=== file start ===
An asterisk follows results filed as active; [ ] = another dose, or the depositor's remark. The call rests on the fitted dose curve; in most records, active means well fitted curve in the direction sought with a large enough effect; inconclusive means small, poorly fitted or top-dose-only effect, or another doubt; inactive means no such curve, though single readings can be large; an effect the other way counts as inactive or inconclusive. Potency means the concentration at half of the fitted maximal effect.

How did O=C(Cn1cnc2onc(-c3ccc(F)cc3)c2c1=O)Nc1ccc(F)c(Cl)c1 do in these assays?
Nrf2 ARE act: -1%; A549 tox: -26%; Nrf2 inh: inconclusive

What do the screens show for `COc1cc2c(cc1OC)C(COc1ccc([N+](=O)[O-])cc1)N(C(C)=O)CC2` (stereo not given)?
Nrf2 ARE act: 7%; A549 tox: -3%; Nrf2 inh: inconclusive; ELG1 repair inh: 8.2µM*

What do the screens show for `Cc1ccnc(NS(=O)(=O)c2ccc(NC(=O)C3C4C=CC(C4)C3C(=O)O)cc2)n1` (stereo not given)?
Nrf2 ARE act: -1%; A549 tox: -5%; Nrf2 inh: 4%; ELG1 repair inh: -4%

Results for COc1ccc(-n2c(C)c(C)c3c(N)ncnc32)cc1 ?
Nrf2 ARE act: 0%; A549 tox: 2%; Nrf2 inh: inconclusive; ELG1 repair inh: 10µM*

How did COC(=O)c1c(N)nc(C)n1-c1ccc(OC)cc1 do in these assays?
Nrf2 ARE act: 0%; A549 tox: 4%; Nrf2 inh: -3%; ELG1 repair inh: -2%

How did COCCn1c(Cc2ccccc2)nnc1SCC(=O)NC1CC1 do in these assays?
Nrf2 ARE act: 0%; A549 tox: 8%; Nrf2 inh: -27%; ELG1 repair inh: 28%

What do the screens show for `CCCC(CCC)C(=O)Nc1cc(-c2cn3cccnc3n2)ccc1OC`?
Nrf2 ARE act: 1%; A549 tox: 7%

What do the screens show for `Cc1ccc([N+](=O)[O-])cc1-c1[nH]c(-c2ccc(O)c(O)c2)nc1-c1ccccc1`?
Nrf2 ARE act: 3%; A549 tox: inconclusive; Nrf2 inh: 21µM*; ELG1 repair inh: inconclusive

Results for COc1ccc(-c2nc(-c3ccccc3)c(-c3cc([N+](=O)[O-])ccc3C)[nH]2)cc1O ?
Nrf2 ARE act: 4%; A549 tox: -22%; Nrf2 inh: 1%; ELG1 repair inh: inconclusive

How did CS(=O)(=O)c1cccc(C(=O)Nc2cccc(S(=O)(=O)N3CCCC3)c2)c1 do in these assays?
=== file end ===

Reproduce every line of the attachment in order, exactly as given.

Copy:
An asterisk follows results filed as active; [ ] = another dose, or the depositor's remark. The call rests on the fitted dose curve; in most records, active means well fitted curve in the direction sought with a large enough effect; inconclusive means small, poorly fitted or top-dose-only effect, or another doubt; inactive means no such curve, though single readings can be large; an effect the other way counts as inactive or inconclusive. Potency means the concentration at half of the fitted maximal effect.

How did O=C(Cn1cnc2onc(-c3ccc(F)cc3)c2c1=O)Nc1ccc(F)c(Cl)c1 do in these assays?
Nrf2 ARE act: -1%; A549 tox: -26%; Nrf2 inh: inconclusive

What do the screens show for `COc1cc2c(cc1OC)C(COc1ccc([N+](=O)[O-])cc1)N(C(C)=O)CC2` (stereo not given)?
Nrf2 ARE act: 7%; A549 tox: -3%; Nrf2 inh: inconclusive; ELG1 repair inh: 8.2µM*

What do the screens show for `Cc1ccnc(NS(=O)(=O)c2ccc(NC(=O)C3C4C=CC(C4)C3C(=O)O)cc2)n1` (stereo not given)?
Nrf2 ARE act: -1%; A549 tox: -5%; Nrf2 inh: 4%; ELG1 repair inh: -4%

Results for COc1ccc(-n2c(C)c(C)c3c(N)ncnc32)cc1 ?
Nrf2 ARE act: 0%; A549 tox: 2%; Nrf2 inh: inconclusive; ELG1 repair inh: 10µM*

How did COC(=O)c1c(N)nc(C)n1-c1ccc(OC)cc1 do in these assays?
Nrf2 ARE act: 0%; A549 tox: 4%; Nrf2 inh: -3%; ELG1 repair inh: -2%

How did COCCn1c(Cc2ccccc2)nnc1SCC(=O)NC1CC1 do in these assays?
Nrf2 ARE act: 0%; A549 tox: 8%; Nrf2 inh: -27%; ELG1 repair inh: 28%

What do the screens show for `CCCC(CCC)C(=O)Nc1cc(-c2cn3cccnc3n2)ccc1OC`?
Nrf2 ARE act: 1%; A549 tox: 7%

What do the screens show for `Cc1ccc([N+](=O)[O-])cc1-c1[nH]c(-c2ccc(O)c(O)c2)nc1-c1ccccc1`?
Nrf2 ARE act: 3%; A549 tox: inconclusive; Nrf2 inh: 21µM*; ELG1 repair inh: inconclusive

Results for COc1ccc(-c2nc(-c3ccccc3)c(-c3cc([N+](=O)[O-])ccc3C)[nH]2)cc1O ?
Nrf2 ARE act: 4%; A549 tox: -22%; Nrf2 inh: 1%; ELG1 repair inh: inconclusive

How did CS(=O)(=O)c1cccc(C(=O)Nc2cccc(S(=O)(=O)N3CCCC3)c2)c1 do in these assays?